A. It was Deleuze who named the future necessity of reading stupidity, and a transcendental stupidity, asking, What are the conditions for the possibility of stupidity? And he said that philosophy hasn't been able to think stupidity. First of all, because philosophy has been hijacked by epistemological considerations of error, error has derailed the thought of stupidity. As he says, literature has always brought the question of stupidity to the door of philosophy, who slammed that door shut, finding the theme (it is a paraconcept) somehow unworthy. Deleuze suggests that philosophy is haunted by stupidity, which, nonetheless, it won't consider. There is something about stupidity that is violently resisted by philosophy. That is where I come in: where something has been marginalized, minoritized, evicted, persecuted, left out of the picture, and of course feminized. Certainly, one of the impetuses for reading stupidity is promoted by a kind of post-feminist passion, protesting the way women have been called "stupid bitches" and noting what this might involve, how stupidity became an accusatory force, a devastating demolition of the other. Minorities are considered stupid, women are considered stupid, and so forth. To return to Difference and Repetition, Deleuze says that even the trashiest literature concerns itself with questions of stupidity. And even the most sublime literature is aware of it. In an inverted form, Henry James is very compelled by questions of stupidity and intelligence and of how one can tell them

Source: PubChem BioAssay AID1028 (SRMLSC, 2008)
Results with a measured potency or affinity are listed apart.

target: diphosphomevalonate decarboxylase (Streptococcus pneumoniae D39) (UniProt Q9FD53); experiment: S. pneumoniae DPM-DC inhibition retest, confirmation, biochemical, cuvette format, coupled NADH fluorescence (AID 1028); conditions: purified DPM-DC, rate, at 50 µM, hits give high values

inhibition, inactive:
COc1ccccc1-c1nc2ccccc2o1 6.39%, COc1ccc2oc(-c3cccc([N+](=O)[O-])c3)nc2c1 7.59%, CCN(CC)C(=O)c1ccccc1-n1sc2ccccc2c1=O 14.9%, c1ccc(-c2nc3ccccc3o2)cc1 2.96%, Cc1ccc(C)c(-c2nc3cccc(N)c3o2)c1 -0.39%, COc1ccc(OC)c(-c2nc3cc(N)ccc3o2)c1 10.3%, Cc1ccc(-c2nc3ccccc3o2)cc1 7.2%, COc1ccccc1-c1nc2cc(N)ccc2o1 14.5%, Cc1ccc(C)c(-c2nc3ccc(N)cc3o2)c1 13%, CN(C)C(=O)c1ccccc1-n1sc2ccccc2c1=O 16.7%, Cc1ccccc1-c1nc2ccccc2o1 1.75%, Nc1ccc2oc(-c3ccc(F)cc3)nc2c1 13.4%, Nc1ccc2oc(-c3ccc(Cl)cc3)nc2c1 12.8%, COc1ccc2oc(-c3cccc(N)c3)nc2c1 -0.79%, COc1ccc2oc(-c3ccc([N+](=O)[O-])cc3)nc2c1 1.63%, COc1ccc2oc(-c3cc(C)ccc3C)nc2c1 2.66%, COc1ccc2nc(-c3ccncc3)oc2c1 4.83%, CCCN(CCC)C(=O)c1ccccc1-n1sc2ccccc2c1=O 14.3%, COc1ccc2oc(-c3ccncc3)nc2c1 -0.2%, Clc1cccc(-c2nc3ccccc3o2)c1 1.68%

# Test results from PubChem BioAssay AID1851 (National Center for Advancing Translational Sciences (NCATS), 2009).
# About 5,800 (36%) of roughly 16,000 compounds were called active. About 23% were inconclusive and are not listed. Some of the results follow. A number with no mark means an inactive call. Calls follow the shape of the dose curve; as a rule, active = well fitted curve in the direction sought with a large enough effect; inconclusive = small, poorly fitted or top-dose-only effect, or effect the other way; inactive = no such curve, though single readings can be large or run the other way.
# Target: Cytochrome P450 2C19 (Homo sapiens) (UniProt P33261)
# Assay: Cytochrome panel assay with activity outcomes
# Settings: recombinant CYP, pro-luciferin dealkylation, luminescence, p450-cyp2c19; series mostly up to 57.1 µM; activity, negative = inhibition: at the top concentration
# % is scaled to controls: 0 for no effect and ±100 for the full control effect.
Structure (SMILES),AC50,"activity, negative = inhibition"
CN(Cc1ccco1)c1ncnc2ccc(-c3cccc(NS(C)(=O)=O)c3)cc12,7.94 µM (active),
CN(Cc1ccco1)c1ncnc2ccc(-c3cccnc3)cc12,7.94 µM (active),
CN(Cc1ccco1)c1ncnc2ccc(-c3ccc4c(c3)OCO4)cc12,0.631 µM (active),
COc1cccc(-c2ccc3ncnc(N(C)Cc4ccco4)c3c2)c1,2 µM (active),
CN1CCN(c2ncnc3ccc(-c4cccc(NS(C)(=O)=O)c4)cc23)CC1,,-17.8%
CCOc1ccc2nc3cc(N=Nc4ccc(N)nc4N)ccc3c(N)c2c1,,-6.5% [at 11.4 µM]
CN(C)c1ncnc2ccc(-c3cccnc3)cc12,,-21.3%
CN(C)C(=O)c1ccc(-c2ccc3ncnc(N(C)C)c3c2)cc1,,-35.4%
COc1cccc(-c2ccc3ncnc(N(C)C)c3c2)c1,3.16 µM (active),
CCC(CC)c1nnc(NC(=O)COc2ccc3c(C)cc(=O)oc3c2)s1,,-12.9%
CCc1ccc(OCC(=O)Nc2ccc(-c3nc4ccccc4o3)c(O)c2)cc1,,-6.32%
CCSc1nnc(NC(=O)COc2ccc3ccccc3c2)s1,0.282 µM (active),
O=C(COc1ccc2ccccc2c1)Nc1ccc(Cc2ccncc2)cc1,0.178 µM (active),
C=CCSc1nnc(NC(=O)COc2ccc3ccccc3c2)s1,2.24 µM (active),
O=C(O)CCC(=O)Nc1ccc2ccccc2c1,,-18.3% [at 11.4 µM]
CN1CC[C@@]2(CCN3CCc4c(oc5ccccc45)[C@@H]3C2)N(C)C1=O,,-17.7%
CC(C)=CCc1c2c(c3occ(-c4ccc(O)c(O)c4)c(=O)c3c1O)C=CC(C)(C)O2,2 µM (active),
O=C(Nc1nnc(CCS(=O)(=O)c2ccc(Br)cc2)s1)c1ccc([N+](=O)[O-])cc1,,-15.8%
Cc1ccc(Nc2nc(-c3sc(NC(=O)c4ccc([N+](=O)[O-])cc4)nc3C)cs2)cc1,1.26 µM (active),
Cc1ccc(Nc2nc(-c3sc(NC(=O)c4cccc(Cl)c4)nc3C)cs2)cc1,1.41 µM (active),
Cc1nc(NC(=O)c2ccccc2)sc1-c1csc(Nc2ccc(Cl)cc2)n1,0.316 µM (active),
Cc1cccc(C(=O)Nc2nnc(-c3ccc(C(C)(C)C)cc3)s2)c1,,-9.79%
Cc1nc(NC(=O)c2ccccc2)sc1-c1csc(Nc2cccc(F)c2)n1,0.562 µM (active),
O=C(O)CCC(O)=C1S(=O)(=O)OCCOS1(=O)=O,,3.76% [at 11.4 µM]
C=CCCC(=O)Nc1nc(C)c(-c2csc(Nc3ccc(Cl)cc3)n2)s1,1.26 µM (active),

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apart. Stupidity is a very slippery signifier and often turns into its other. It is not the other of thought; it is sometimes, literally, the figure of sheer reflection, proffering something like pure thought. But what interested me above all was located in the poetic act, the passivity of the poet in the extreme inclination toward surrender, the near stupor that characterizes the poetic dispositionthe structure of exposure, something that poetry knows about, the extreme and secret experiences of stupidity. In this work, what I am doing, essentially, is appealing to the debilitated subject, the stupid idiot, the puerile, slow-burn destruction of ethical being, which, to my mind, can never be grounded in certitude or education or prescriptive obéissance. There is something about placing the question of responsibility close to the extinction of consciousness that interests me. Against the background of the ethical anxiety that has been expressed in recent years, my question tries to invoke a parallel track that is thematized in so many waysthe platitudes of dumbing down, the dumb and dumber and dumbest. What does a generalized dimwittedness, a diminished sensibility, imply for ethics?